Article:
“Retail demand remains strong for our products, and we ended Q4 with backlogs more than double their levels of a year ago,” Boone said. “Orders in the quarter were down 26% versus last year after being up 36% in Q3; however, this decline is primarily the result of extended shipping lead times,” he said.

Full-year results also were significantly impacted by the pandemic-related economic downturn.  HMI 2021 fiscal year revenue was off 17% versus the prior year, driven by the same dynamics that deflated Q4 sales. “In addition, the current dramatic downturn in the hospitality industry, which is highly dependent on travel, resulted in a sales decrease in our Samuel Lawrence Hospitality division that accounted for 45% of our total revenue decline for the year,” Boone said.

“On a positive note, excluding impairment charges of $27.9 million recorded in Q1, operating profit for the year was about $2 million, an improvement of $9 million compared to fiscal year 2020,” Boone said. “This was primarily the result of significant spending reductions implemented early last year to mitigate the impact of the pandemic disruptions.  In addition, our strategies to minimize the impact of China tariffs were largely accomplished in fiscal 2021, and excess returns and allowances were significantly reduced versus the prior year,” he said.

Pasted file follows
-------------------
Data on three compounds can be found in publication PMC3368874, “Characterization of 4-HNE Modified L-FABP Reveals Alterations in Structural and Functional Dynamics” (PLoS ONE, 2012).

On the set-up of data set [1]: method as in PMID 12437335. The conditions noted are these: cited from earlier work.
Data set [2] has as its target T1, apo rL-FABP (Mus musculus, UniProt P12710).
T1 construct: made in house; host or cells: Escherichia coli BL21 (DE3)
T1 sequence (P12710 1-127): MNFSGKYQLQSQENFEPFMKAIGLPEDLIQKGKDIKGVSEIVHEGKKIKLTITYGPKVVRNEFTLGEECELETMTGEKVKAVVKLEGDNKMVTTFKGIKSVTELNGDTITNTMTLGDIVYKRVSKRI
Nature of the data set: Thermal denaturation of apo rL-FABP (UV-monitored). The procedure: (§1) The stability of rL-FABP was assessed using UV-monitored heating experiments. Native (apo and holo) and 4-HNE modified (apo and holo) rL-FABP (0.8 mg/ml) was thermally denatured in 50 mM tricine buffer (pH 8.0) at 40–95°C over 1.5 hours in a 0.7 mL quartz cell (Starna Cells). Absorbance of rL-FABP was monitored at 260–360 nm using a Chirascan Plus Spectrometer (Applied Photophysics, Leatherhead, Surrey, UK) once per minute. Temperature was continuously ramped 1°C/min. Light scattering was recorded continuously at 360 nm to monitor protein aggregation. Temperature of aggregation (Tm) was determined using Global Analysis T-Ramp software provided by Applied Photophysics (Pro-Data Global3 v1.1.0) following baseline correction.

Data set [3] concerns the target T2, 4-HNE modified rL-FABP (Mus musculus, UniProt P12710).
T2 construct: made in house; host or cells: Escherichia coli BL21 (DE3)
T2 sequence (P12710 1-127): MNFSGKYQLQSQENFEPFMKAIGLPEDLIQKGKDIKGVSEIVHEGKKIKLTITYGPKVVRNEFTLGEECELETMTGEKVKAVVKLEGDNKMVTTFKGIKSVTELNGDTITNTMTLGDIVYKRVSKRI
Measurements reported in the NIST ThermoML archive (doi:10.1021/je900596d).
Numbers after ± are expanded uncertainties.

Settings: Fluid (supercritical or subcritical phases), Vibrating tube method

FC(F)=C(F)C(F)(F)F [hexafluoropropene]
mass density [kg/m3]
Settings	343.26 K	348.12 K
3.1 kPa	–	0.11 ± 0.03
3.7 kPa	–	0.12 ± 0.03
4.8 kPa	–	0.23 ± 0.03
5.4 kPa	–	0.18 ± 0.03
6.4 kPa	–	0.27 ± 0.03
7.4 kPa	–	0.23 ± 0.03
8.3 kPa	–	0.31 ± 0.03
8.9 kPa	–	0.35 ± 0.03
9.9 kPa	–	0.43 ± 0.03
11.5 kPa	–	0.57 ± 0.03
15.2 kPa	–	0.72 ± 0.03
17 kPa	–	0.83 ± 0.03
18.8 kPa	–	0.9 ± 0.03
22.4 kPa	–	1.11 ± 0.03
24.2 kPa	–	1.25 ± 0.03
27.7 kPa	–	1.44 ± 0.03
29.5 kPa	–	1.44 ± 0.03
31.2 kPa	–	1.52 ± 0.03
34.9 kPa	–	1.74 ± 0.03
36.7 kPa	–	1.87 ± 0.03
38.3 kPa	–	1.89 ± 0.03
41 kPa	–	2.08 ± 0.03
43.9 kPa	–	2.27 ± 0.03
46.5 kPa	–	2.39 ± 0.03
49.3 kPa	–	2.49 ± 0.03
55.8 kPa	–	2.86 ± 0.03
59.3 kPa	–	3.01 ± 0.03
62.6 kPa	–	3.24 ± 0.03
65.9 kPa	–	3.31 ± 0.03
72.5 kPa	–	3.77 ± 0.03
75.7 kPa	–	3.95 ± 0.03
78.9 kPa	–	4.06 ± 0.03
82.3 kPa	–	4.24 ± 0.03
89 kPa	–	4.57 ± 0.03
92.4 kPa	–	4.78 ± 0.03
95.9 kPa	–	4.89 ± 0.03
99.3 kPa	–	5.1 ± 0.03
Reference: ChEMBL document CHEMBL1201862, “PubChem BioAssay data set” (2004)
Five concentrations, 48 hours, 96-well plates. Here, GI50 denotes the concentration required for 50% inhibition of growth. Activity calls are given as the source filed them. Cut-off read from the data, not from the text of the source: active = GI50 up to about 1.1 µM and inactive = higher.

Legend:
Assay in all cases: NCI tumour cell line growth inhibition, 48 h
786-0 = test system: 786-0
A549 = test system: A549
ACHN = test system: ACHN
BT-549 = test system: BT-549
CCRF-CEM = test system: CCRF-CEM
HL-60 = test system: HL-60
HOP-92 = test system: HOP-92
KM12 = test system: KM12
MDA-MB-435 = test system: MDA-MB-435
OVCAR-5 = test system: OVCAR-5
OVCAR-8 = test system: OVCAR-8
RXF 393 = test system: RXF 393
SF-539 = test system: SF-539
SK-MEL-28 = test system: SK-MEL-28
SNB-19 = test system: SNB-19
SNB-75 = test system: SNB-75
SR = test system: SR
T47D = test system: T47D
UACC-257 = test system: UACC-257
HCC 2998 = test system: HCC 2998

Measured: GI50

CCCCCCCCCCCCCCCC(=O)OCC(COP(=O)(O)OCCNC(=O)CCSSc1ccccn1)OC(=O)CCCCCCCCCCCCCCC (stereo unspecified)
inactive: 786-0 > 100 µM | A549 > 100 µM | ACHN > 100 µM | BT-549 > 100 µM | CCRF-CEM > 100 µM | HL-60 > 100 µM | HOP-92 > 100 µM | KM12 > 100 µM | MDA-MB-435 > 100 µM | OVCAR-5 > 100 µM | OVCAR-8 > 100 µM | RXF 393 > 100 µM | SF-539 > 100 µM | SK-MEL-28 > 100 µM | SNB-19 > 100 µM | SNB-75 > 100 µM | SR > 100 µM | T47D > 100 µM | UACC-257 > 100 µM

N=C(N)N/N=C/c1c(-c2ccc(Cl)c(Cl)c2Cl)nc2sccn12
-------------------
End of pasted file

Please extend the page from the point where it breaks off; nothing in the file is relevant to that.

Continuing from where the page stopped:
“Looking ahead, we are cautiously optimistic. We believe the current global logistics challenges will begin to improve starting this summer. We do see signs of inflation in our future, as material shortages, manufacturing labor costs and tariffs continue to drive up costs. Nonetheless, we expect robust growth and profit enhancement strategies in place to mitigate these headwinds.  Fortunately, we are entering fiscal 2022 with record backlogs, reduced overhead, proven product sales performance, strong customer relationships and an exciting new Scott Brothers Brand Launch on track for this year,” Boone said.